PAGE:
Q: I read one of your recent columns regarding the Tootsie Roll bank. I'm in a similar situation, and I'm hoping you can shine some light. Attached is a picture of a bank that I have. I am 61, and I believe I've had it since I was about 10. The bank was originally a Nestle Chocolate Nesquik container. We always had Nesquik in the house, and once the container was empty we used it as a bank. The sides are cardboard, and the top and bottom are metal. There is a slit in the top for inserting coins. It can hold about $150 worth of change. It's quite heavy when full, but it has never showed any sign of giving out. It's really amazing that I have held onto it for some 50 years and that it's still in great shape.
A couple of years ago I sent a picture to Nestle Group inquiring about its history. The response I received said that no one had any record of the bank promotion. I found that rather odd. Surely, there must be a record somewhere. I can't be the only person who has one. I had pretty much given up hope until I saw your column
Your thoughts on its history would be appreciated. I'm not foolish enough to think that it has any value. It would just be nice to know whether I own a rare piece of Nestle memorabilia.
A: Nestle was founded in Switzerland by pharmacist Henri Nestle in 1867. He began producing an innovative baby food formula. After being in competition with the Anglo-Saxon Condensed Milk Company, the two companies merged in 1905 to form Nestle Group. In 1948, the powdered milk mix Nesquik was introduced. It was marketed as an easy-to-make drink fortified with vitamins for children. Strawberry-flavored Nesquik was added in the 1950s, followed by banana and vanilla. In addition to Nesquik, the company makes candy bars, syrup and cereal.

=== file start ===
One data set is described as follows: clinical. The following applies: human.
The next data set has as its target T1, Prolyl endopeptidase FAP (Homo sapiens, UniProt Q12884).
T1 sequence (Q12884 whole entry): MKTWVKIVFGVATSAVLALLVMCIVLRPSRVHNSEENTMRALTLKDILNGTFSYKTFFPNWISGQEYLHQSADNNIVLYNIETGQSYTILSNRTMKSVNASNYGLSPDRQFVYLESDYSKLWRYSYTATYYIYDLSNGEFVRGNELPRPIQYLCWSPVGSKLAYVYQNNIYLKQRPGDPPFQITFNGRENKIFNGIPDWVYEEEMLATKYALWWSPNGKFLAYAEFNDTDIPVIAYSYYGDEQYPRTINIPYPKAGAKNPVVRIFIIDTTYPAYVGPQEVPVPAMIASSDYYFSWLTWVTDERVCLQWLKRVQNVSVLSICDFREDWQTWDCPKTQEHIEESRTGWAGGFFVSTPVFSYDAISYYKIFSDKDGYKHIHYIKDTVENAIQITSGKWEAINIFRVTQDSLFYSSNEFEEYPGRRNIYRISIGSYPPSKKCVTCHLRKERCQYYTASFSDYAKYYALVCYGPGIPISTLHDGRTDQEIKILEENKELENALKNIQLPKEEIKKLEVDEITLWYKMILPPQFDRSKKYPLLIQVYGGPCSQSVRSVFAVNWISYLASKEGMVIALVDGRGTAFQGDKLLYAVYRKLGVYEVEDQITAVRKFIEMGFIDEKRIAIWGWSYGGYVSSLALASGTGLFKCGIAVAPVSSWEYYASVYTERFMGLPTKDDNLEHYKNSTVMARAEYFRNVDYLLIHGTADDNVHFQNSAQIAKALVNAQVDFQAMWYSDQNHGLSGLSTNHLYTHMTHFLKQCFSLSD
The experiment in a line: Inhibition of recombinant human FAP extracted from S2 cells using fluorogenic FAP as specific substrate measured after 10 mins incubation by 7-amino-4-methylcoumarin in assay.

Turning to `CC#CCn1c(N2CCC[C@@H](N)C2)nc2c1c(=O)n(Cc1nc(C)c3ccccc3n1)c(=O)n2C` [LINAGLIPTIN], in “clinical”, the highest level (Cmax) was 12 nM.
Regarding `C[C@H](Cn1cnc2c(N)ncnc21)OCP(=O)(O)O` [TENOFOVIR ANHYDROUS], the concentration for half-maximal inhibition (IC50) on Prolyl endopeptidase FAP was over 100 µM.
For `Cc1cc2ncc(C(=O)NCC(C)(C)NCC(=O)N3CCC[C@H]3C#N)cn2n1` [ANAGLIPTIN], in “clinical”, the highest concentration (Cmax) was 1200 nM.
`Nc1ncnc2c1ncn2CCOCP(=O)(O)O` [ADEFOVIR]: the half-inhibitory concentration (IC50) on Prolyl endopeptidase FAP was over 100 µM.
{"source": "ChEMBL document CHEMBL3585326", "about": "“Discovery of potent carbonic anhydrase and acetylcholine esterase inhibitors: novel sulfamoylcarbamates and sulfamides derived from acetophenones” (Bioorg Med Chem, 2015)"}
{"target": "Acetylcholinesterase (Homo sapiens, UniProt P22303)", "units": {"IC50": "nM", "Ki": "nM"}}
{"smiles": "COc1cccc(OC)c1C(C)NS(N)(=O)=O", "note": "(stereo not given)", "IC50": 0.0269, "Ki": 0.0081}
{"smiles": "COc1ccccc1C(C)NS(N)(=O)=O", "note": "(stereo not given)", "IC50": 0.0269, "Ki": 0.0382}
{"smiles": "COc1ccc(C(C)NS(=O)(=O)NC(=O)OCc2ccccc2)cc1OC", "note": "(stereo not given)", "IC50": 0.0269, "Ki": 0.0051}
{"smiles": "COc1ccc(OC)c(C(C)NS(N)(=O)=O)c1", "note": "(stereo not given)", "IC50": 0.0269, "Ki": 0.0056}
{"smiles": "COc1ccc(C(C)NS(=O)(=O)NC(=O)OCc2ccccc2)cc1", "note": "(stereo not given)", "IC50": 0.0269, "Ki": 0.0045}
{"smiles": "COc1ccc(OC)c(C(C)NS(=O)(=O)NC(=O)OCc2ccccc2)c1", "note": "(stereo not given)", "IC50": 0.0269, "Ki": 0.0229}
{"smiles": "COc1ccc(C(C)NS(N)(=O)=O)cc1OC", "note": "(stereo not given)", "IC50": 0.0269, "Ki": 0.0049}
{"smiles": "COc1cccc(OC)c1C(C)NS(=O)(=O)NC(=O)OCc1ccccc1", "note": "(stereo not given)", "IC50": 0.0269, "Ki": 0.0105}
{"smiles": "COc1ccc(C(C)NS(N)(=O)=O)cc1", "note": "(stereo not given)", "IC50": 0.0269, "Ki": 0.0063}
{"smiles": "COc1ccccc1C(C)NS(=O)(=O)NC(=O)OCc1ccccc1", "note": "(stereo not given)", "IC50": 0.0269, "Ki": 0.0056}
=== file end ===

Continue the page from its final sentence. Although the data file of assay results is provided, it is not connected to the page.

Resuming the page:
Your Nesquik bank was made circa 1960s and has been sold online for anywhere from $10 to $40.
Q: This mark is on a set of dinnerware that belonged to my grandmother. She bought it in the late 1950s. It is decorated with wheat against a cream background. The set includes dinner plates, salad plates, cereal bowls, berry bowls, two serving bowls, and cups and saucers.
What can you tell me about its value?
A: Stetson China Co. was founded in 1919. A family-operated company, Stetson sold dinnerware in department stores. Sets were also made for Procter & Gamble to be sold as premiums for purchases.
Your set would probably be worth between $130 and $200.
Address your questions to Anne McCollam, P.O. Box 247, Notre Dame, IN 46556. Items of a general interest will be answered in this column. Due to the volume of inquiries, she cannot answer individual letters. To find out more about Anne McCollam and read features by other Creators Syndicate writers and cartoonists, visit the Creators Syndicate website at www.creators.com.
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